We have heard the term “personal branding” a lot in the last five years. Many people dislike the term as it seems to convert people into a ‘branded’ product with features, unique value proposition and a marketing perspective. Is this concept something that is just a fad or a powerful tool that corporate leaders can use to become more effective? Let us examine what ‘personal branding’ is and how it can be used.
The need for personal branding
When we look at some of the more effective and successful leaders around us, we find that they are usually “known” for something. It might be their working style, knowledge, preferences or the results that they have produced. In other words, they have a reputation and often the reputation helps them become more effective. It also helps them achieve an aura of consistency. Let’s see a few short cases (names changed):
• Victor is a global senior executive in a US-headquartered financial services company. He is known for his quantitative thinking and is frequently called upon to execute complex, large-scale, organization-wide projects that focus on optimization, outsourcing, cost reduction or legal entanglements. His name is synonymous with “metrics” and “lean”.
• Ramesh is a dynamic CEO who has helped the India unit of a US-based MNC in consumer internet space to achieve 100% annual growth in the last five years. He is fast-paced, aggressive and has a reputation for quick thinking, getting things done and strong sales focus. His name is associated with being a “business grower” and achiever”.
• Jayanth is the CEO of a large Indian IT Services Company. In a long career, he has built a reputation for value-based business practices although his critics say he is risk-averse, traditional and soft. His company puts employees’ interests first, has long-term relationships with customers who value knowledge and deep expertise. Jayanth’s name is associated with steadfast and “value-based” growth.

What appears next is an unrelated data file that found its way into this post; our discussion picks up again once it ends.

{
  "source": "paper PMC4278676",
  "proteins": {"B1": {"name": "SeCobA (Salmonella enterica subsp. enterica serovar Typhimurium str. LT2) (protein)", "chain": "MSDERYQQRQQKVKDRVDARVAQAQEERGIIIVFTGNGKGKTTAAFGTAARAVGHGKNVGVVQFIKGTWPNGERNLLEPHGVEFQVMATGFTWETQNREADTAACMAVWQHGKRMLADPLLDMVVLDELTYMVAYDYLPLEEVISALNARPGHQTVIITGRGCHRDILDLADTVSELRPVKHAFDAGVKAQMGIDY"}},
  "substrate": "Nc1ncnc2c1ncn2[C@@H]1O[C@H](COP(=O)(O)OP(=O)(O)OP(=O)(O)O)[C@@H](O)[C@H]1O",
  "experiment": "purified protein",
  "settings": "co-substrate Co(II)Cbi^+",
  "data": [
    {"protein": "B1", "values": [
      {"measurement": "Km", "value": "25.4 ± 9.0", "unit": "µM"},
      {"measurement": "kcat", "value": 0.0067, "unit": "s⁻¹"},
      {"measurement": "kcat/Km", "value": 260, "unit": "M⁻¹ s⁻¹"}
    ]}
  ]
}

In each of the cases above, we see that there is a reputation that has been built. This reputation is a net result of values, behaviors displayed with consistency, and passion reflected through expertise. In each case, the reputation is not just a passive element but a dynamic image that helps the leader to connect better with employees, partners, customers and stakeholders. Importantly, it is not necessary that the person is limited only to their image – they may have a range of other skills and values as well. These are examples of “personal branding”.
Need for a strong personal brand
Personal brand is the core of leadership style and leaders who do not have a well-defined and presented personal brand may suffer from:
• Conveying their message with consistency, power and effectiveness
• Aligning employees and stakeholders to their vision
• Getting their expertise and knowledge utilized in an effective manner
Discovering and developing your personal brand
Discovering personal brand is an exercise in deep inner reflection, introspection and using feedback effectively. It is strange but true that most of us often do not know our own strengths well. We might have personality angles, undeveloped talents and gifts that can contribute to success. Similarly we may not know which of our strengths are more important than others.
Effective personal brands can be discovered and developed at a cross-section of:
• Our core values: strongly held principles and beliefs that we consider extremely important
• Our passions: abilities and activities that we repeatedly do and care about
• Our expertise: core knowledge and ability areas in which we acquire excellence and can shine
A combination of values, passions and expertise is a potent mix that can result in recognition of an effective personal brand. This can then be translated into concrete actions for career success.
This exercise needs to be done carefully, with sufficient thought and guidance from an experienced coach or expert can be very helpful. Various tools exist for discovering our inner core – personality profilers, feedback tools, reflection methods, dream analysis, value sorting guides – these are useful windows to our inner being and provide valuable insights.
Translating your brand into action
Just defining and discovering your personal brand is just half the work. Translating your brand and developing its identity is equally important. Here are few suggested actions to effective present your brand into external world:
• Developing language and vocabulary appropriate to your values
• Using design elements such as font, color etc in presentations and communication
• Networking with people in your expertise area
• Identifying mentors and coaches who can be helpful
• Attending conferences
• Writing research papers
• Developing advanced skills
• Offering and attending training in your expertise area
• Coaching and developing others
• Developing your social media presence consistent with your brand identity
Focused actions in all these areas helps to develop, grow and build a momentum around your brand and results in long-term career advantage.
– Sharad Verma